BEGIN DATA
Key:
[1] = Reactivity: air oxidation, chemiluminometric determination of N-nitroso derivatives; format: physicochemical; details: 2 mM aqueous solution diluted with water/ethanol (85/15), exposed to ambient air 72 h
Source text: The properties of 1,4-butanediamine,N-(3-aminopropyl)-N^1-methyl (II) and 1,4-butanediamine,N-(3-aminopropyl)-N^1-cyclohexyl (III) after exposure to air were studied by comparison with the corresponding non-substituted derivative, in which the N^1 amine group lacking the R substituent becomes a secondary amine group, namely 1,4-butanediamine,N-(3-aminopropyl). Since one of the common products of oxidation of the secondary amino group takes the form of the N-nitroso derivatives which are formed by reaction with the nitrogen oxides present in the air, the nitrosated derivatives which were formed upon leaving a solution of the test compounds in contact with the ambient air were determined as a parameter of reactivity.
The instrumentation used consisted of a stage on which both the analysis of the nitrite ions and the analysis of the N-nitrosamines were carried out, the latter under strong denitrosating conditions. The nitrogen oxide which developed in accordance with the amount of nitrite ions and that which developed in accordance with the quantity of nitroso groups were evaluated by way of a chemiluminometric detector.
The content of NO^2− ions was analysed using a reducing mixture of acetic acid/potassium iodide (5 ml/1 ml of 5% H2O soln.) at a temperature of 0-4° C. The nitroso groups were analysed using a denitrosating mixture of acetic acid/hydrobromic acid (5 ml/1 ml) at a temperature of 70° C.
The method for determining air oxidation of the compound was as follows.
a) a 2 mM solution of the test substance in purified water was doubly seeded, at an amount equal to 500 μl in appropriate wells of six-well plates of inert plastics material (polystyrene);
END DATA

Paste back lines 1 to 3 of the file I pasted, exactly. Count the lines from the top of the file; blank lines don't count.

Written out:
Key:
[1] = Reactivity: air oxidation, chemiluminometric determination of N-nitroso derivatives; format: physicochemical; details: 2 mM aqueous solution diluted with water/ethanol (85/15), exposed to ambient air 72 h
Source text: The properties of 1,4-butanediamine,N-(3-aminopropyl)-N^1-methyl (II) and 1,4-butanediamine,N-(3-aminopropyl)-N^1-cyclohexyl (III) after exposure to air were studied by comparison with the corresponding non-substituted derivative, in which the N^1 amine group lacking the R substituent becomes a secondary amine group, namely 1,4-butanediamine,N-(3-aminopropyl). Since one of the common products of oxidation of the secondary amino group takes the form of the N-nitroso derivatives which are formed by reaction with the nitrogen oxides present in the air, the nitrosated derivatives which were formed upon leaving a solution of the test compounds in contact with the ambient air were determined as a parameter of reactivity.